Yet every new thing that humans seek to do confronts us with the problem of imagining a future that is largely unknown, unfolding before us without a roadmap. While each paradigm shift that has preceded us is by definition unique, some common elements can be found in stories from our past that will help us choose our actions now. My second lecture will discuss “Creating Social Movements for Change,” as it pertains to faith communities guided by the moral demand to promote ecological sustainability.

In my third lecture, “Shifting to a Flourishing Future,” I hope to envision what we Earth Care Presbyterians are aiming toward. Apocalyptic scenarios of an overheated planet are all too clear to environmentalists passionate about averting climate change. What is more difficult is to imagine—and appropriate—visions of the world that we wish to see emerge. No one can predict the future, but the more clearly we imagine the society we are aiming for, the more readily we will recognize solutions that lead toward it.  


The Rev. Dr. Patricia (Trisha) Tull is a Presbyterian teaching elder and A. B. Rhodes Professor Emerita of Hebrew Bible at Louisville Presbyterian Seminary and author of several books, including Inhabiting Eden: Christians, the Bible, and the Ecological Crisis. She is a Climate Reality presenter, a GreenFaith fellow, and in addition to writing and teaching widely on Scripture and environmental issues, she works as affiliate developer for Hoosier Interfaith Power and Light.

Thursday, June 25, 2015

A Different Take on the "Praise Be" Encyclical

Laudato Si’ in the Midst of the Day
by Sue Smith

June 18, 2015 was a date marked on the calendars of many in the environmental movement, particularly those who do this work from a perspective of faith. Pope Francis was releasing his encyclical, Laudato Si’ (Praise Be!) on Care for our Common Home. I fully expected to wake up and see the release as one of the lead stories on the morning news shows. Instead I woke up to news reporting on the aftermath of the racist terrorist attack in Charleston, SC. Nine people died, nine images of God.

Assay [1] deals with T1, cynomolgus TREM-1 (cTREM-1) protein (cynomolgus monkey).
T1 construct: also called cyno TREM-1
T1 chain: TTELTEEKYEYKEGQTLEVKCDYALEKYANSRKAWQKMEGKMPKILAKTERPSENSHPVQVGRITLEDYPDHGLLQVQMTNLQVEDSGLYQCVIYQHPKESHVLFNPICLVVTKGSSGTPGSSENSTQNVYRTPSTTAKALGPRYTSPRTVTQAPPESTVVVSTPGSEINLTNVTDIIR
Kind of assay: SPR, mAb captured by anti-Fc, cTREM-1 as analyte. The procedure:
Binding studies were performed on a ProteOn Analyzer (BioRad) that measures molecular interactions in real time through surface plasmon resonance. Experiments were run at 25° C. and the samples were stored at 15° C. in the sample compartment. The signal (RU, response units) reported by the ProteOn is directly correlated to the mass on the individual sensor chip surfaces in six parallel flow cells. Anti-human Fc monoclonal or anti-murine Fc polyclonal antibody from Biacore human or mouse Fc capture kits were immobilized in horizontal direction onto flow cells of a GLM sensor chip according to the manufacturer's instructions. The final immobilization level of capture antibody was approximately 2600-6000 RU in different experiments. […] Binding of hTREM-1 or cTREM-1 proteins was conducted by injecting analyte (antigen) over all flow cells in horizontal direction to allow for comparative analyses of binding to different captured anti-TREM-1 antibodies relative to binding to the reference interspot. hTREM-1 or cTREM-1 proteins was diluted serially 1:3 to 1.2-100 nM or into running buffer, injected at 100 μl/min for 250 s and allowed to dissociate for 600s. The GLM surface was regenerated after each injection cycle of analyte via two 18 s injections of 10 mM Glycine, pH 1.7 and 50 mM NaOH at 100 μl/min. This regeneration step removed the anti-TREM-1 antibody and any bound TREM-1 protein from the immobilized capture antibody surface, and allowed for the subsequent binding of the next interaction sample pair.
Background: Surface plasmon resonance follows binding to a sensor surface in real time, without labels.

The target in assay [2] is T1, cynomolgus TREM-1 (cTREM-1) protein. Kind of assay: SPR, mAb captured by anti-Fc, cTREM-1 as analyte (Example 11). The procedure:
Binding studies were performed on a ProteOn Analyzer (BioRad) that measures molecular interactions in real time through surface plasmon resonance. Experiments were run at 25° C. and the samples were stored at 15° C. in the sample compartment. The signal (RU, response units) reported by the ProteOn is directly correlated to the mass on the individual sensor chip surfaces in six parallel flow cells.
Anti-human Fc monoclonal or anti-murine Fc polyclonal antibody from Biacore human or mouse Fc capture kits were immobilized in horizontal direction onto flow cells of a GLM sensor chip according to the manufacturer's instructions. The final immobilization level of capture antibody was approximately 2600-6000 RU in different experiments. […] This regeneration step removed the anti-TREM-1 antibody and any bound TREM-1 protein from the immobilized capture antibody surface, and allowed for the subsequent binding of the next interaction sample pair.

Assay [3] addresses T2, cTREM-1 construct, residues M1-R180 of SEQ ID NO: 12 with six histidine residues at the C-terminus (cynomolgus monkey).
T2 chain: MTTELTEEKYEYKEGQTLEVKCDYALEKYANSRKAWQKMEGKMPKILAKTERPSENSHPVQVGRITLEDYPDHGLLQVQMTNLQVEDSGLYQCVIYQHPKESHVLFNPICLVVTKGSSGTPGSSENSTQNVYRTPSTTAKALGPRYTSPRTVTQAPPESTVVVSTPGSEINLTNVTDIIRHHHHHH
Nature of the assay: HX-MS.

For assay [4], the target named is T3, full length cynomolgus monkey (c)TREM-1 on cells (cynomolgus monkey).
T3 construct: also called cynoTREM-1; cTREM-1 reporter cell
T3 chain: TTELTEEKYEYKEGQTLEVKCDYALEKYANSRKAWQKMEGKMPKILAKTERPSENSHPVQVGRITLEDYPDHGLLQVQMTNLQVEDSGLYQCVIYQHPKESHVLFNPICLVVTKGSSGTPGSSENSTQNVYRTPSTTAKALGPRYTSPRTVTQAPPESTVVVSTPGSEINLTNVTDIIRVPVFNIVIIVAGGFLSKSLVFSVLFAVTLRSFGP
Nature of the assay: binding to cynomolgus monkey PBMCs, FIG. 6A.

When I agreed to write something about the encyclical, I anticipated writing about key points in the document: climate change and environmental justice are moral issues; protecting creation and protecting people who are poor are interconnected virtues; we are part of creation and kin to it, greed is the greatest threat – to the poor and to the earth itself; the time to act on climate change is now. All of these points are present and well supported. Francis is blunt about what we are doing to our environment, “The earth, our home, is beginning to look more and more like an immense pile of filth.” (21) But I was now reading the document through the lens of what happened in Charleston. This document speaks to that situation as well.

Francis writes about the interconnectedness of all creation, and reminds us that the Genesis creation narratives “suggest that human life is grounded in three fundamental and closely intertwined relationships: with God, with our neighbor and with the earth itself.” (66)* We have to be right with each other as well as with the earth. But we are not; when we locate toxic waste dumps, we harm the earth in that place, and we intimate that we do not value the lives of the people who live there as much as we value other lives. Francis writes that “A sense of deep communion with the rest of nature cannot be real if our hearts lack tenderness, compassion and concern for our fellow human beings…Concern for the environment thus needs to be joined to a sincere love for our fellow human beings and an unwavering commitment to resolving the problems of society.” (91)